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Department
Political Science
Course
POLI 244
Professor
Jason Scott Ferrell
Semester
Fall

Description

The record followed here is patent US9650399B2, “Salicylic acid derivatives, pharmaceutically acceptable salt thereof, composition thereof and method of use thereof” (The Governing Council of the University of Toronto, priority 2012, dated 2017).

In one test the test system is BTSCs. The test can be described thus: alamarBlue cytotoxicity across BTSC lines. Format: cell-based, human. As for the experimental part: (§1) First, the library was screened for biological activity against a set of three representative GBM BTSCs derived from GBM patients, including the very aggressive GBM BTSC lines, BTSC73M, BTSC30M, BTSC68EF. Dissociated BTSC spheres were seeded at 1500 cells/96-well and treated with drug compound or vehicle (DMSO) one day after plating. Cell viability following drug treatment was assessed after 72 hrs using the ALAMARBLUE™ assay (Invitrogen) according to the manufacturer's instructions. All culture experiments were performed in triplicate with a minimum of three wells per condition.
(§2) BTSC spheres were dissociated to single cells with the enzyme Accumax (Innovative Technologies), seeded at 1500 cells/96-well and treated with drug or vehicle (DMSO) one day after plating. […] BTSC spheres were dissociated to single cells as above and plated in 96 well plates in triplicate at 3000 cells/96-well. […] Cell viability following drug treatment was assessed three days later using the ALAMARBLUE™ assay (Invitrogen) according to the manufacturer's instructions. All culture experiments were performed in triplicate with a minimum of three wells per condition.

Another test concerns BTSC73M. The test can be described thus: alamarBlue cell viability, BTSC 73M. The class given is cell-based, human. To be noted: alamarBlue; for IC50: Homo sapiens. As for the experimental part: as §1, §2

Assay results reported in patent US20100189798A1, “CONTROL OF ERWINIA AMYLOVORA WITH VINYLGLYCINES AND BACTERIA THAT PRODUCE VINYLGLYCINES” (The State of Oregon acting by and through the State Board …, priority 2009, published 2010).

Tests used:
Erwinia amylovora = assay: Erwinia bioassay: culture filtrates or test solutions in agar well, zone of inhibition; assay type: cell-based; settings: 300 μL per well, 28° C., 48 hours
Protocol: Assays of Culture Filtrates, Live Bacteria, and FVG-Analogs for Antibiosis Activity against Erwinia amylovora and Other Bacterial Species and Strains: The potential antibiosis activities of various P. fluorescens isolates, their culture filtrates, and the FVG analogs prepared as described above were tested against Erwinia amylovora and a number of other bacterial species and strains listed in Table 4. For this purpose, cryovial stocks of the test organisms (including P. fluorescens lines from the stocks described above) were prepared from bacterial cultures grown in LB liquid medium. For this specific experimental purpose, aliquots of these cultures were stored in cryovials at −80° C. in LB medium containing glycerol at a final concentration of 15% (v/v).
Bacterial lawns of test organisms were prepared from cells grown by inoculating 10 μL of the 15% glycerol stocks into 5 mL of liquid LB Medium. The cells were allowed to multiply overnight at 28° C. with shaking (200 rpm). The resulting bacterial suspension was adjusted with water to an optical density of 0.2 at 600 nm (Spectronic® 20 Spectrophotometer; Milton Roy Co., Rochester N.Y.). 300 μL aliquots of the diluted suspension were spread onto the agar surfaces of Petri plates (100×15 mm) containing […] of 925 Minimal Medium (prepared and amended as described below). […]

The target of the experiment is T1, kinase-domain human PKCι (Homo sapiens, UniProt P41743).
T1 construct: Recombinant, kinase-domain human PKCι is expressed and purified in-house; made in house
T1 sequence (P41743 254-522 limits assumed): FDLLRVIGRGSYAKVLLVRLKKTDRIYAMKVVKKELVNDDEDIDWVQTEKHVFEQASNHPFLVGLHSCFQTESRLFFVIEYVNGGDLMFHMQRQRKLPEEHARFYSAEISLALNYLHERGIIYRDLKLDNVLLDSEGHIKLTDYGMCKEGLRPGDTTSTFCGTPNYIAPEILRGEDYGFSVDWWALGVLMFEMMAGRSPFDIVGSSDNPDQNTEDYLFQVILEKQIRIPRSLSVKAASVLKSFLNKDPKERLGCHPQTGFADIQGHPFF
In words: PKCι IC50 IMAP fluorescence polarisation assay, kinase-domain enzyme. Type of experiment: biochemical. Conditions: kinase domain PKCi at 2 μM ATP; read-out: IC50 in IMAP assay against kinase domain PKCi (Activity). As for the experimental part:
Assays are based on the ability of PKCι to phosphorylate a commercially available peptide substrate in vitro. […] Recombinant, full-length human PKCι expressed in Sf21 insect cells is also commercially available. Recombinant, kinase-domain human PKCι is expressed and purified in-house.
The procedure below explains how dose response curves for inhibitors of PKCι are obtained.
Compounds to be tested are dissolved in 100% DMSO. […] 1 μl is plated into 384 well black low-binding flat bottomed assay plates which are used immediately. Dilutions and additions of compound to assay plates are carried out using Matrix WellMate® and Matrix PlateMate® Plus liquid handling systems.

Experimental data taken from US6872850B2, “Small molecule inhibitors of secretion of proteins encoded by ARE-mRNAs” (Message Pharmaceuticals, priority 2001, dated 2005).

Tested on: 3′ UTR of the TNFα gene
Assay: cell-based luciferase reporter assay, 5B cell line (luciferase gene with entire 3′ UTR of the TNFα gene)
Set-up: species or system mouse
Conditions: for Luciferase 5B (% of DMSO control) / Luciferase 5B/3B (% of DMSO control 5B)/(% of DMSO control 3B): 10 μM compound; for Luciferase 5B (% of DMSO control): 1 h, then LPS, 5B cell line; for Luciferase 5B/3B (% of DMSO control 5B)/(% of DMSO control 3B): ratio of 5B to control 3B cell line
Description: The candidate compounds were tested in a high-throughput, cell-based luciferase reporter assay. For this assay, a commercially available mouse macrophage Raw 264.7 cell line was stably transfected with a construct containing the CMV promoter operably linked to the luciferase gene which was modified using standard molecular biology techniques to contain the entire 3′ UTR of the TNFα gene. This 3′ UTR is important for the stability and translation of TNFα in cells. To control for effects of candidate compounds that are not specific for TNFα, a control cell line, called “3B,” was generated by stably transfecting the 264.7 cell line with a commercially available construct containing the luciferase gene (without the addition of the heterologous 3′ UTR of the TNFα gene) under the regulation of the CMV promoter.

WORLD POLITICS INTRO Interests: what actors want to achieve through political action; their preferences over the outcomes that might result from their political choices Interactions: the ways in which the choices of 2 or more actors combine to produce political outcomes Institutions: a set of rules, known and shared by the community, that structure political interactions in particular ways. Bargaining: an interaction in which actors must choose outcomes hat make one better off at the expense of another. Bargaining is redistributive, it involves allocating a fixed sum of value between different actors Cooperation: an interaction in which 2 or more actors adopt policies that make at least one actor better off relative to the status quo without making the others worse off Levels of Analysis • International Level: Representatives of states with different interests interact with one another, sometimes in the context of international institutions • Domestic Level: Subnational actors with different interests (politicians, businessmen) interact within domestic institutions to determine the country’s foreign policy choices. • Transnational Level: Groups whose members span borders (MNCs, FTOs) pursue interests by trying to influence both domestic and international politics Realism Assumptions: • States are the dominant actors on the international stage • The institutional setting of world politics is characterized by anarchy o Anarchy: absence of a central authority with the ability to make and enforce laws that bind all actors o Anarchy profoundly shapes interests and interactions that matter in world politics o States must live in constant fear of one another, because of no central government o All states have an interest in security, and it is dominant ▯ Leads to an interest in acquiring power ▯ Brings states into conflict with one another o All interactions result in bargaining and coercion o Zero-sum game ▯ Bigger concern with division of benefits that overall gain • International institutions are thus weak and exert little independent effect on world politics. o They reflect interests and power of dominant countries Liberalism • Many different types of actors • Doesn’t require that any one interest dominate all others o Flexible in ascribing goals to actors • Actors can be treated as if they desire to maximize wealth • Optimistic about cooperation in world politics o See many areas with common interests • Believe conflict is evitable o Arises when actors fail to recognize common interests • Cooperation depends on institutions, domestic and international o Domestic ▯ Democracy is the best way to ensure government’s foreign policies reflect underlying harmony of interests o International ▯ Scope for cooperation gives rise to a demand for institutions ▯ Institutions facilitate cooperation by resolving dilemmas that arise in strategic interactions Constructivism Assumption: • Interests are not innate but are constructed through social interaction o Actors don’t have predetermined interests, they acquire them in the social environment • Social actors pursue what they believe is right and proper given their conceptions of who they are and how they wish others view them. o Institutions embody the rules appropriate for behavior in different identities ▯ Profound effect on action and observed outcomes • Interactions and institutions aren’t fixed, they evolve ONE WORLD, RIVAL THEORIES – JACK SNYDER Realism • Core: belief that international affairs is a struggle for power among self-interested states o Often pessimistic about human nature, but not a theory of despair • Balance of power! o Weaker states will ally to protect themselves from stronger ones and thus form and reform a balance of power ▯ Problem in theory when it comes to the US • Policies must be based on positions of real strength, not on empty bravado or hopeful illusions of a world without conflict • Clearsighted states can mitigate the causes of war by finding ways to reduce the danger they pose to each other • A ruthless pragmatism about power can actually yield a more peaceful world • Shifting distribution of power among states • Instills a pragmatic appreciation of the role of power • Warns that states will suffer if they overreach • The theory that everyone loves to hate • China’s current foreign policy is grounded in realist ideas that date back millennia o “developing its military slowly but surely as its economic power grows, avoiding confrontation with superior US forces” • When a state grows vastly more powerful than any opponent, realists expect that it will eventually use that power to expand its sphere of domination Liberalism • Democracies will not attack each other and will regard each other’s regimes as legitimate and nonthreatening o Closest thing we have to an iron law in social sciences, almost proven • Though democracies never fight each other, they are prone to launch messianic struggles against warlike authoritarian regimes to “make the world safe for democracy” o Emerging democracies often have nascent political institutions that cannot channel popular demands in constructive directions or credible enforce compromises among rival groups • Rising democratic tide creates the presumption that all nations ought to enjoy the benefits of self-determination. Those left out may undertake violent campaigns to secure democratic rights. • Rule of law and transparency of democratic processes make it easier to sustain international cooperation, especially when these practices are enshrined in multilateral institutions • Only elected governments are legitimate and politically reliable • Realism has a stunted vision that cannot account for progress in relations between nations • Rising number of democracies and turbulence of democratic transitions • Highlights cooperative potential of mature democracies, especially when working together through effective institutions • Notes democracies’ tendency to crusade against tyrannies • Notes the propensity of emerging democracies to collapse into violent ethnic turmoil • International trade and democracy! Idealism • Foreign policy is and should be guided by ethical and legal standards • Constructivism: new version of idealism o Social reality is created through debate about values, often echoes the themes that human rights and international justice activists sound • Changing norms of sovereignty, human rights, and international justice • Increased potency of religious ideas in politics • Stresses that a consensus on values must underpin any stable political order • Recognizes that forging such a consensus often requires an ideological struggle with the potential for conflict • Debates about ideas are the fundamental building blocks of international life! o Individuals and groups become powerful if they can convince others to adopt their ideas o Constructivists think their theory is deeper than realism and liberalism because it explains the origins of the forces that drive those competing theories • International change results from the work of intellectual entrepreneurs who proselytize new ideas and “name and shame” actors whose behavior deviates from accepted standards • Believe that ideas and values helped shape the modern state system, they expect intellectual constructs to be decisive in transforming it ▯ Political orders arise from shared understanding = Need for dialogue across cultures about the appropriate rules of the game Liberalism + Realism = Democratic Realism DOES ORDER EXIST IN WORLD POLITICS – BULL Three competing traditions of thought • Hobbesian/realist tradition o Views international politics as a state of war • Kantian/universalist tradition o Sees at work in international politics a potential community of mankind • Grotian/internationalist tradition o Views international politics as taking place within an international society Hobbesian Tradition (Realist) • International relations as a state of war of all against all, an arena of struggle in which each state is pitted against every other • IR = pure conflict between states • Zero-sum game o Interests of each state exclude interests of any other • War o Peace = period of recuperation from the last war and preparation for the next • State is free to pursue its goals in relation to other states without moral or legal restrictions of any kind Kantian Tradition (Universalist) • Essential nature of international politics to lie in the transnational social bonds that link the individual human beings ho are the subjects or citizens of states • Relationship among states o Relationship among all men in the community of mankind • Interests of all men are one and the same o Non-zero sum game • All conflict is superficial • Conflict of ideology cuts across boundaries of states and divides human society into two camps o Trustees of immanent community of mankind ▯ True faith; Liberators o Those who stand in its way ▯ Heretics; Oppressed • Moral imperatives in the field of IR limiting the actions of states o These imperatives enjoin not coexistence and cooperation among states but rather overthrow of the system of states and its replacement by a cosmopolitan society Grotian Tradition (Internationalist) • Describes international politics in terms of a society of states or international society • States are not engaged in simple struggle but are limited in their conflicts with one another by common rules and institutions • Accept Hobbesian premise that sovereigns are the principal reality in international politics • IR expresses neither complete conflict of interest nor complete identity of interest. o Resembles a game that is partly distribu